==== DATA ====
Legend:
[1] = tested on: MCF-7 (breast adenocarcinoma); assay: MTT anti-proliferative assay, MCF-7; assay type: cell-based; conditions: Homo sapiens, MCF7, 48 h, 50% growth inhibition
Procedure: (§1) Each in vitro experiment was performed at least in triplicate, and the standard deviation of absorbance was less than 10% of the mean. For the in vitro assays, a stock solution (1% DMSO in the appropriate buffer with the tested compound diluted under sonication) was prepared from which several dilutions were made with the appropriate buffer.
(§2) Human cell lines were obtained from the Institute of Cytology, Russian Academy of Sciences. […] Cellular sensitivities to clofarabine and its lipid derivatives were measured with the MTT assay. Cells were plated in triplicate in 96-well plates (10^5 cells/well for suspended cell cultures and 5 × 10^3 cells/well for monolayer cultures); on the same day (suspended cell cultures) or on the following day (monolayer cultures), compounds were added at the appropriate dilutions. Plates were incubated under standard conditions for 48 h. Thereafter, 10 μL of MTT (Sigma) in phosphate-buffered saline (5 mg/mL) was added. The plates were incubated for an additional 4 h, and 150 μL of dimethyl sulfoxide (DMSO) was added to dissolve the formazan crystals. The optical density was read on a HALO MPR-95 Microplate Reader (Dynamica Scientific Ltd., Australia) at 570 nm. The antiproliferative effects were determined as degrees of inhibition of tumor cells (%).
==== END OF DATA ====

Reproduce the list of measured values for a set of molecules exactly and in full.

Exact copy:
Legend:
[1] = tested on: MCF-7 (breast adenocarcinoma); assay: MTT anti-proliferative assay, MCF-7; assay type: cell-based; conditions: Homo sapiens, MCF7, 48 h, 50% growth inhibition
Procedure: (§1) Each in vitro experiment was performed at least in triplicate, and the standard deviation of absorbance was less than 10% of the mean. For the in vitro assays, a stock solution (1% DMSO in the appropriate buffer with the tested compound diluted under sonication) was prepared from which several dilutions were made with the appropriate buffer.
(§2) Human cell lines were obtained from the Institute of Cytology, Russian Academy of Sciences. […] Cellular sensitivities to clofarabine and its lipid derivatives were measured with the MTT assay. Cells were plated in triplicate in 96-well plates (10^5 cells/well for suspended cell cultures and 5 × 10^3 cells/well for monolayer cultures); on the same day (suspended cell cultures) or on the following day (monolayer cultures), compounds were added at the appropriate dilutions. Plates were incubated under standard conditions for 48 h. Thereafter, 10 μL of MTT (Sigma) in phosphate-buffered saline (5 mg/mL) was added. The plates were incubated for an additional 4 h, and 150 μL of dimethyl sulfoxide (DMSO) was added to dissolve the formazan crystals. The optical density was read on a HALO MPR-95 Microplate Reader (Dynamica Scientific Ltd., Australia) at 570 nm. The antiproliferative effects were determined as degrees of inhibition of tumor cells (%).